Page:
In a well-balanced life, a reasonable amount of natural reward is felt by the human every day, but in a life where essential emotional needs are not met and abilities are not stretched, the rewards do not come and life feels flat and meaningless.
This kind of life is rich territory for addictions to target, as every addictive substance or behaviour either stimulates a reward mechanism or provides a chemical reward directly. Dangerous activities stimulate production of dopamine, generating a feeling of exhilaration; injecting heroin gives a warm, cosy feeling like the natural feelings of satisfaction you might get after fulfilling any biologically necessary function.
Understanding the emotions at work
- There is the dopamine surge – anticipating the pleasure and the endorphins which is the warm after pleasure of satisfaction. Both dopamine (cocaine) and endorphin (heroin) are of course essential for humans to keep active, engaged and stretched. But when addicted, the balance has gone. More and more of the activity/consumption is required as a life of balance goes and this psychological dependency is often then fuelled by a physical dependence as well
- Habits then become harder to break as trance states become stronger and stronger
- Underlying it all is the anxiety, fear or sense of hopelessness – and always collapsing self esteem and confidence. These are never too far away – fuelled by the simple fact and experience – that all of this secret and heavy activity simply does not work.
Your intelligent, rational and far seeing brain knows that there is a better way for you and that the addiction is doing far more damage than good. There are much better ways to live and to begin to live and so you forget that from small beginnings massive change and progress toward a balanced life is not just possible but inevitable.
The Path of Addiction Busting
- Understand that the emotions and emotional triggers have to be shifted and not even to pretend that your rational brain or your will alone can do it on its own.
- Take your time – and don’t even begin to face the addictive habits directly until you have begun to take tiny steps that show you the possibility of a more fulfilling life and bring you a measure of control.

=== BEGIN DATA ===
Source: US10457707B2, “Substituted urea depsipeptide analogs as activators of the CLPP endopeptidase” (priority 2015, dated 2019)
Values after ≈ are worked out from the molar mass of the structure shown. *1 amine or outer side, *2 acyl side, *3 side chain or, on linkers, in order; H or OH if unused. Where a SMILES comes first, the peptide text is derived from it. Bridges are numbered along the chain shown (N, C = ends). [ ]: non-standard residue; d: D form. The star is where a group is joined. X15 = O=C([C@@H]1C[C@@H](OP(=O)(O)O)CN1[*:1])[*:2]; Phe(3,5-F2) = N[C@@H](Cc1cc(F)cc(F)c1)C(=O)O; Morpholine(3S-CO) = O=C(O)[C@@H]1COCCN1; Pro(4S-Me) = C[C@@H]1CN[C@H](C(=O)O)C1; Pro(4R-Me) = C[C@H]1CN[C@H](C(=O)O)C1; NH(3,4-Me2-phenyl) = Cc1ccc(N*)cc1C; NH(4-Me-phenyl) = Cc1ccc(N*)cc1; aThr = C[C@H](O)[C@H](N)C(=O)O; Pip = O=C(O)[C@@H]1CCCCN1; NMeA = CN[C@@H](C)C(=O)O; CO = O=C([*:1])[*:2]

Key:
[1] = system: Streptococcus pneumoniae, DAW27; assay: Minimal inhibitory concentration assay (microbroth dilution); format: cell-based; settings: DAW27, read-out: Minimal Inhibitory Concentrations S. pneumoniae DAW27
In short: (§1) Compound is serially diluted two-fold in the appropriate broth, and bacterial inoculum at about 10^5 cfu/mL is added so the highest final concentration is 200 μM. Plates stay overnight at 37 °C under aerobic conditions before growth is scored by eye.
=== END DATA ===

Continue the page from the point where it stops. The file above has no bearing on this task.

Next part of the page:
- Change your relationship to the dependence. Be less friendly toward it and separate yourself from it but don’t necessarily begin to hate it. It is after all doing its best to keep you safe.
- Know that when the time comes you will be ready to get rid of it – to loosen the power of the addiction trance state.
Maybe I can help you to get to this stage:
- You will have learnt and understood the psychology of your addiction (the cuckoo again) and know the needs in your life that are not being well met.
- You will know the difference between:
- Substance abuse – cocaine, cannabis, heroin etc.
- Shameful addictions – gambling, internet pornography, sex and retail etc.
- Binge activities – alcohol and eating disorders, including bulimia
- Weight Loss – overeating and lifestyle balance
- Smoking cessation – legal, not shameful but where the physical addiction is typically stronger than the psychological addiction
- OCD – Obsessive behaviours and Eating disorders – addiction like and can be difficult to shift
- Compulsions, moods, and behaviours – that can be impossible to understand or explain.
- You will have begun to understand the need to build motivation – either primarily positively in favour of a better future or mainly negatively against the future you will have if you persist with the addiction. That out of this the trance addictive state is weakened.
- Identified any trauma in your past that needs to be cleared – using Rewind
- Identified the habits and patterns that need to change, the stories you delude yourself into believing that keep you hooked and the way in which your brain fuels the anticipation of pleasure – but always lets you down afterwards.